A Bit More Detail

Assorted Personal Notations, Essays, and Other Jottings

[PHOTO] “Anthem” by Cohen, in chalk and in song

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The other day, I was walking along College Street in west-end Brockton Village when I saw that someone had written, in chalk on the sidewalk, the lyrics of the Leonard Cohen song “Anthem” from his 1992 album The Future. I had seen similar chalk inscriptions on nearby sidewalks, but this was much the most extensive, occupying eight panels of concrete.

Leonard Cohen, "Anthem", College between Margueretta and Brock (1) #toronto #collegewest #brocktonvillage #collegestreet #sidewalk #chalk #leonardcohen #poetry #lyrics #anthem

Leonard Cohen, "Anthem", College between Margueretta and Brock (2) #toronto #collegewest #brocktonvillage #collegestreet #sidewalk #chalk #leonardcohen #poetry #lyrics #anthem

Leonard Cohen, "Anthem", College between Margueretta and Brock (3) #toronto #collegewest #brocktonvillage #collegestreet #sidewalk #chalk #leonardcohen #poetry #lyrics #anthem

Leonard Cohen, "Anthem", College between Margueretta and Brock (4) #toronto #collegewest #brocktonvillage #collegestreet #sidewalk #chalk #leonardcohen #poetry #lyrics #anthem

A 2008 live performance of the song by Cohen is as close a we’ll have to an official video.

Four years ago, Quartz shared an explanation by Cohen of this song, a rarity.

The future is no excuse for an abdication of your own personal responsibilities towards yourself and your job and your love. “Ring the bells that still can ring”: they’re few and far between but you can find them.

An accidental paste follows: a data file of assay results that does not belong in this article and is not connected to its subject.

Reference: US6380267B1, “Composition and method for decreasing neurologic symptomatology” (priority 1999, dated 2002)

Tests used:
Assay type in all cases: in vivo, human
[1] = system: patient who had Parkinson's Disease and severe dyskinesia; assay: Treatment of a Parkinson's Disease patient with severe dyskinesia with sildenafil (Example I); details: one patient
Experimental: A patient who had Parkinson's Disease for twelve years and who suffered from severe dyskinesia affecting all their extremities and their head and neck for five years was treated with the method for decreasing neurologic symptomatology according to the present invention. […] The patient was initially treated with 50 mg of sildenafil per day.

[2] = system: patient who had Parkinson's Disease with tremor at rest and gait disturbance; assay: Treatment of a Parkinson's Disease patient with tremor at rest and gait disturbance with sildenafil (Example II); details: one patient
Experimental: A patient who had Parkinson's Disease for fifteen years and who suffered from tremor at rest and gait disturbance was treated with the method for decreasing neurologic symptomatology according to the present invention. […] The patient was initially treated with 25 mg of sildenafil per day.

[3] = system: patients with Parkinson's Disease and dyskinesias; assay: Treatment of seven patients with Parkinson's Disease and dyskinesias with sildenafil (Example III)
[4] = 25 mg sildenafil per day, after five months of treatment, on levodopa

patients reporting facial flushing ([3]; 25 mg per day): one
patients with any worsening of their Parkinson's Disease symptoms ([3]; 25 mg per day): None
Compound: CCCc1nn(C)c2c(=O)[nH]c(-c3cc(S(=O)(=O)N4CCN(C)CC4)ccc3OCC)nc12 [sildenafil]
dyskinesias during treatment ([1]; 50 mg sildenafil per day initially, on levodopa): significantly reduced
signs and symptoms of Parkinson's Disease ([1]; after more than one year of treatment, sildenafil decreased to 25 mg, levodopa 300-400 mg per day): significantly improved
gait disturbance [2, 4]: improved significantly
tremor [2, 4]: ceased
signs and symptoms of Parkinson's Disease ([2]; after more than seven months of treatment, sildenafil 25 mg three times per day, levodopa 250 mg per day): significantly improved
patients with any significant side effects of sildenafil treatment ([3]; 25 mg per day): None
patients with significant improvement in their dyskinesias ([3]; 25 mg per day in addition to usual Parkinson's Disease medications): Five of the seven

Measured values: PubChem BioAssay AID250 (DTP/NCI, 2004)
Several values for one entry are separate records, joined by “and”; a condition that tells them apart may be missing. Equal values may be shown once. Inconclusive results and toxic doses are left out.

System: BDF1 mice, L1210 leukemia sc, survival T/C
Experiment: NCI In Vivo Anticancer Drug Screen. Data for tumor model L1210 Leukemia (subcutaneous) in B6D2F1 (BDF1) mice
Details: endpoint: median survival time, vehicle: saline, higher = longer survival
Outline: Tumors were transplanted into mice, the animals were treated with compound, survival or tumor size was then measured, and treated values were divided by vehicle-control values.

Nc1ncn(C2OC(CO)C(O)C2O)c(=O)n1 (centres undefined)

This situation does not admit of solution of perfection. This is not the place where you make things perfect, neither in your marriage, nor in your work, nor anything, nor your love of God, nor your love of family or country. The thing is imperfect.

And worse, there is a crack in everything that you can put together: Physical objects, mental objects, constructions of any kind. But that’s where the light gets in, and that’s where the resurrection is and that’s where the return, that’s where the repentance is. It is with the confrontation, with the brokenness of things.

The full lyrics, of course, are sheer poetry.

The birds they sang
At the break of day
Start again
I heard them say
Don’t dwell on what
Has passed away
Or what is yet to be

Yeah the wars they will
Be fought again
The holy dove
She will be caught again
Bought and sold
And bought again
The dove is never free

Ring the bells that still can ring
Forget your perfect offering
There is a crack, a crack in everything
That’s how the light gets in

We asked for signs
The signs were sent:
The birth betrayed
The marriage spent
Yeah the widowhood
Of every government
Signs for all to see

I can’t run no more
With that lawless crowd
While the killers in high places
Say their prayers out loud
But they’ve summoned, they’ve summoned up
A thundercloud
And they’re going to hear from me

Ring the bells that still ring
Forget your perfect offering
There is a crack, a crack in everything
That’s how the light gets in

You can add up the parts
You won’t have the sum
You can strike up the march
There is no drum
Every heart, every heart
To love will come
But like a refugee

Ring the bells that still can ring
Forget your perfect offering
There is a crack, a crack in everything
That’s how the light gets in

Written by Randy McDonald

March 29, 2020 at 12:30 pm

[PHOTO] Our Mother Mary in blue, Our Lady of Lebanon Maronite Church (1515 Queen Street West)

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I was walking last weekend west past Our Lady of Lebanon Maronite Church, in the west of the neighbourhood of Parkdale, when I saw this statue of the Virgin Mary. I had wanted to take a photo of the tatue, framed so nicely by the window behind it and with a coat painted in an earnest sky blue, for aesthetic reasons. I also recalled the old tradition of asking the Virgin Mary to intercede with Christ for mercy in–for instance–times of plague.

This image has turned out to become one of my most popular photos on Instagram, largely because of apparently Lebanese users finding the image via hashtags.